When is a book – a book?

I ask the question, ‘when is a book – a book?’ out of curiosity – not because of any forgone conclusion or opinion. Though I do admit I’m old-school swayed.

The question has puzzled and bemused me over the years. I hear many writers call their WIP (work-in-progress) a book. Some even say they’ve written four books – though all may be as yet unpublished.

I’m wondering at what point other writers, and also publishers and editors, consider a book to be a book, or refer to it as such. When I started my Diploma of Professional Writing & Editing (God, can it be 14 years ago?) my Writing for Children tutor told us in no uncertain terms that a WIP/current mss is not a book until it’s published. She said that the right to call your work a book comes with the printed copy or referring to it as your ‘book’ once commissioned and not before.

This ideology seems outdated when I hear writers talk today.

So, I’d love to know – when is a book a book to you? Is there a consensus? Does it matter? Please share by leaving your thoughts/opinion in the comments.

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Corinne Fenton" alt="Corinne Fenton">

Corinne Fenton

Great question Chris and for me it’s definitely not a book until it has a cover and arrives from the publisher in all its glory, till then it’s a manuscript. But now of course with e publishing it’s a different story.

May 23, 2011 at 7:07 am
    christinemareebell" alt="christinemareebell">


    Thanks, Corinne.

    I always felt the same way, but notice even the tutors at Master’s level ask what is your book about? So my curiosity grew. I’ll be really interested and hopeful to get some opinions from other writers and those in the industry.

    Cheers, Chris 🙂

    May 23, 2011 at 7:40 pm
Alison" alt="Alison">


Ah ha, good question indeed! According to the dictionary a book is a portable written or printed word filling a number of sheets fastened together… So, if you cart your MS around in an elastic band it’s a manuscript, stick it in a binder and it’s a book 😛

Lol, I don’t really think it matters what you call it but if you go on the Law of Attraction then by calling your WIP a book then by that law it must become a book, call it a manuscript and it will always just be a manuscript!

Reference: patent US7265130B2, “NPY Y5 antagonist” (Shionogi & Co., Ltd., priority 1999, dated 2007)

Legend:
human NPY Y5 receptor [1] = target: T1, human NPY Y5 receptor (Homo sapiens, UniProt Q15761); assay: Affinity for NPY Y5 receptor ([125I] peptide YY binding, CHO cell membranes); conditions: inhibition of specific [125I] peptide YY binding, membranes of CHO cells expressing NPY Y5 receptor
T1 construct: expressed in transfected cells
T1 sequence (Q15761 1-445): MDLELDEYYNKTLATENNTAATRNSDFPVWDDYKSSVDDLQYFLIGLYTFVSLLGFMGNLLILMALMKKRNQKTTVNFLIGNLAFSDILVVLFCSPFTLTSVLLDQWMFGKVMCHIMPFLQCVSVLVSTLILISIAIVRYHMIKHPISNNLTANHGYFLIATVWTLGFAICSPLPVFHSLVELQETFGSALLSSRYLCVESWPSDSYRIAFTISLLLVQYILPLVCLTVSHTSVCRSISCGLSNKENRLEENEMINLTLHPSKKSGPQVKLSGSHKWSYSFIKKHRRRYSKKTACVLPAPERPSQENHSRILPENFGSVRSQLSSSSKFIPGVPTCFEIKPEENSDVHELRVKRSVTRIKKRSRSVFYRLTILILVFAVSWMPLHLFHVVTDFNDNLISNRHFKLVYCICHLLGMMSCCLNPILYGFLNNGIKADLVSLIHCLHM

May 24, 2011 at 9:11 am
alison reynolds" alt="alison reynolds">

alison reynolds

I used to always think a manuscript didn’t turn into a book until it was in a cover and available for sale.
Now I tend to say a wip is a book when it’s commissioned and I know it will become one.
Maybe it’s more optimistic to call your wip a book, and perhaps will encourage yourself to take it more seriously/professionally?


May 24, 2011 at 9:32 am
    christinemareebell" alt="christinemareebell">


    Thanks, Alison.

    I too tend to say I’ve got a new book coming out once it has been accepted/commissioned. Before then I tend to think of it as a mss or “work”. But I asked the question because I notice that the reference is changing lately, and I wondered what the general consensus is. It seems it doesn’t matter so much, as long as it inspires the work.


    May 24, 2011 at 5:55 pm
Lorraine" alt="Lorraine">


I think an author can take the liberty of saying that the manuscript they are working on is a book- it’s the vision that ultimately drives a book into existence.

May 24, 2011 at 10:37 am
Karen Tyrrell" alt="Karen Tyrrell">

Karen Tyrrell

Hi Chris,
My use of the term, book changes for the occasion. When I’m submitting to agents and publishers its strictly a manuscript. But when I’m want to dream and envisage the future my types pages become my BOOK.

May 25, 2011 at 8:22 pm

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